Digital assets archiving and preservation is supported through an approach that starts with adequate documentation of data using metadata and other formats appropriate for long-term preservation. The digital assets from this project, excluding raw identifiable data, will be retained and curated for a minimum of 10 years.

Security of Information

The survey is hosted on the Alchemer platform, which encrypts data and can only be accessed through secure HTTPS. Alchemer utilizes TLS (Transport Layer Security) to secure the communication protocol and stay current at the most recent patch level.

Plans to Make Results Available

Research data from this award are under obligation to be shared and made publicly available.

Deidentified research data will be made available for reuse through each institution’s institutional repository and through ARL’s website. Please contact each institution’s co-PI (see contact information below) for more information on how data will be stored locally.

Results from this study will be publicly disseminated through conference presentations and materials, scholarly articles, organizational blog posts, and as part of publicly available reports published on ARL’s website and in institutional repositories.

The main RADS webpage keeps an updated list of all research outputs. All assets will be licensed as Creative Commons-Attribution (CC-BY 4.0) to allow for the broad sharing and adaptation of the materials.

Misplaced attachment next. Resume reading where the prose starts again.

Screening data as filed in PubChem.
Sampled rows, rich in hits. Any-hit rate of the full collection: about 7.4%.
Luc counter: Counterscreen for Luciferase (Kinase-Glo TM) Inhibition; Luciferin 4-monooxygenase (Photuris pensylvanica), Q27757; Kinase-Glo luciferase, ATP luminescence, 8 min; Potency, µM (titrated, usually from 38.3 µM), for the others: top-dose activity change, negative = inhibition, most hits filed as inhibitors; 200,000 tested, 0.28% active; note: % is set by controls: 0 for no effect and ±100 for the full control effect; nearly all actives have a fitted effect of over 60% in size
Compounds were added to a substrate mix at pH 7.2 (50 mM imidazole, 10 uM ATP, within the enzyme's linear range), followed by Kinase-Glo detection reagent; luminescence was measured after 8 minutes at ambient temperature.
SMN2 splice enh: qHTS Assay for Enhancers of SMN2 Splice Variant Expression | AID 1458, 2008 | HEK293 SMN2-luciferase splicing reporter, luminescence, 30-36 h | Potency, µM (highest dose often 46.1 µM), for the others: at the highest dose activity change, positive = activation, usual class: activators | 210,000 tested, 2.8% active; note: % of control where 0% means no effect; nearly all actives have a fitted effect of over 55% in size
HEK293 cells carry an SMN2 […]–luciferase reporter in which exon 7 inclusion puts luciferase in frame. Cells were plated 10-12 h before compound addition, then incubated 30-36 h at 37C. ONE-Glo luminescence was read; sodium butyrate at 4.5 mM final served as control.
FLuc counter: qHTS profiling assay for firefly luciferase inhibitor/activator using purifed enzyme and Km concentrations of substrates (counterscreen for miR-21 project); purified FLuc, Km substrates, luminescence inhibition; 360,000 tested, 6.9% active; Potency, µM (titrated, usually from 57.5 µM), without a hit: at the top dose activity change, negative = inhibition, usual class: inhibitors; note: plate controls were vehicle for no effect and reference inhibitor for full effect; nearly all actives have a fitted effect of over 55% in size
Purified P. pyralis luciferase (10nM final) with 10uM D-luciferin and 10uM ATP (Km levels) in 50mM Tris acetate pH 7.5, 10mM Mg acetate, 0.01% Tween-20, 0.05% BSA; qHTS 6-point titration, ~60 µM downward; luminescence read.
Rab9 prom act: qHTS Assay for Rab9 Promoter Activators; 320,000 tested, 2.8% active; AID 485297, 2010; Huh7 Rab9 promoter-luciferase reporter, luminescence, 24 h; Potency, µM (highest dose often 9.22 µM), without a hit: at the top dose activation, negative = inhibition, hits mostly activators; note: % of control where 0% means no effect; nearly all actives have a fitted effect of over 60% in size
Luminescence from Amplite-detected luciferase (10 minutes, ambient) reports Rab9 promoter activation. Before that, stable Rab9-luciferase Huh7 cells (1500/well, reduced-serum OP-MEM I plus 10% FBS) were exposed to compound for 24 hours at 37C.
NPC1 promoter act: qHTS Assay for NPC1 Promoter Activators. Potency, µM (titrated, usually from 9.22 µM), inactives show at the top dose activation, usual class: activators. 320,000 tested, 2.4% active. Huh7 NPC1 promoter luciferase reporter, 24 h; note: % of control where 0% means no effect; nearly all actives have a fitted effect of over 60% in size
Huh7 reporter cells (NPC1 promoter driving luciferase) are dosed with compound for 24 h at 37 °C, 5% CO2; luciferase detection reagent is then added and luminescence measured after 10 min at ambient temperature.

Institutional Review

ARL does not have its own institutional review process and, due to this, each institution in the RADS study submitted an application to their Institutional Review Board (IRB) separately. Each institutional IRB issued an exempt status for the project on the following dates:

  • Cornell University: June 30, 2022
    Note: The Cornell IRB did not issue an exempt status, as it determined this study did not qualify as human subjects research; no modifications for the study were recommended.
  • Duke University: July 27, 2022; amended protocol approval September 23, 2022
  • University of Michigan: June 10, 2022
  • University of Minnesota: June 7, 2022
  • Virginia Tech: June 7, 2022
  • Washington University in St Louis: June 30, 2022

For additional information, please contact your campus co-PI or the RADS Project Manager. IRB contact information for each institution is also listed below.

Contact Information

Association of Research Libraries

  • Cynthia Hudson-Vitale, Director of Scholars and Scholarship, project PI
    Email: cvitale@arl.org

Cornell University

  • Wendy Kozlowski, Library Lead for Research Data Services, project co-PI
    Email: wak57@cornell.edu

Duke University

  • Joel Herndon, Director of the Center for Data and Visualization Sciences, project co-PI
    Email: joel.herndon@duke.edu

University of Michigan

  • Jake Carlson, Director of Deep Blue Repository and Research Data Services, project co-PI
    Email: jakecar@umich.edu

University of Minnesota

  • Alicia Hofelich Mohr, Data Management Research Associate, project co-PI
    Email: hofelich@umn.edu 

Virginia Tech

  • Jonathan Petters, Assistant Director, Data Management & Curation Services, Data Services, project co-PI
    Email: jpetters@vt.edu

Washington University in St. Louis


To preview the informed consent sheets, or to download a copy for your records, please select your institution below.

Cornell University
Duke University
University of Michigan
University of Minnesota
Virginia Tech
Washington University in St Louis